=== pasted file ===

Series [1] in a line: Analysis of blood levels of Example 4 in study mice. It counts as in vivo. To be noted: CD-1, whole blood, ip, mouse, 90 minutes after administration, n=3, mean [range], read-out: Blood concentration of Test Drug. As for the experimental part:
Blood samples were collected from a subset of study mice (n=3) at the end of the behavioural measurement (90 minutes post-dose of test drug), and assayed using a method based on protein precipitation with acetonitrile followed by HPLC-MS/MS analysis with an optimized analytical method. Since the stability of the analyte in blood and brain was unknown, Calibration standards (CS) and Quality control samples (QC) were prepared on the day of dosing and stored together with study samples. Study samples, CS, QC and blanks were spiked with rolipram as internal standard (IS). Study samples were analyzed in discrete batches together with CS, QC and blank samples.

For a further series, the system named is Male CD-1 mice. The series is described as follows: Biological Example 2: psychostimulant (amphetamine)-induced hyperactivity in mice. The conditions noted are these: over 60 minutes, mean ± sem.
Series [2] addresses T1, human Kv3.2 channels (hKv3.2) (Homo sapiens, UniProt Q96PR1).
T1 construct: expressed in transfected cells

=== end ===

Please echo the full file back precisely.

Series [1] in a line: Analysis of blood levels of Example 4 in study mice. It counts as in vivo. To be noted: CD-1, whole blood, ip, mouse, 90 minutes after administration, n=3, mean [range], read-out: Blood concentration of Test Drug. As for the experimental part:
Blood samples were collected from a subset of study mice (n=3) at the end of the behavioural measurement (90 minutes post-dose of test drug), and assayed using a method based on protein precipitation with acetonitrile followed by HPLC-MS/MS analysis with an optimized analytical method. Since the stability of the analyte in blood and brain was unknown, Calibration standards (CS) and Quality control samples (QC) were prepared on the day of dosing and stored together with study samples. Study samples, CS, QC and blanks were spiked with rolipram as internal standard (IS). Study samples were analyzed in discrete batches together with CS, QC and blank samples.

For a further series, the system named is Male CD-1 mice. The series is described as follows: Biological Example 2: psychostimulant (amphetamine)-induced hyperactivity in mice. The conditions noted are these: over 60 minutes, mean ± sem.
Series [2] addresses T1, human Kv3.2 channels (hKv3.2) (Homo sapiens, UniProt Q96PR1).
T1 construct: expressed in transfected cells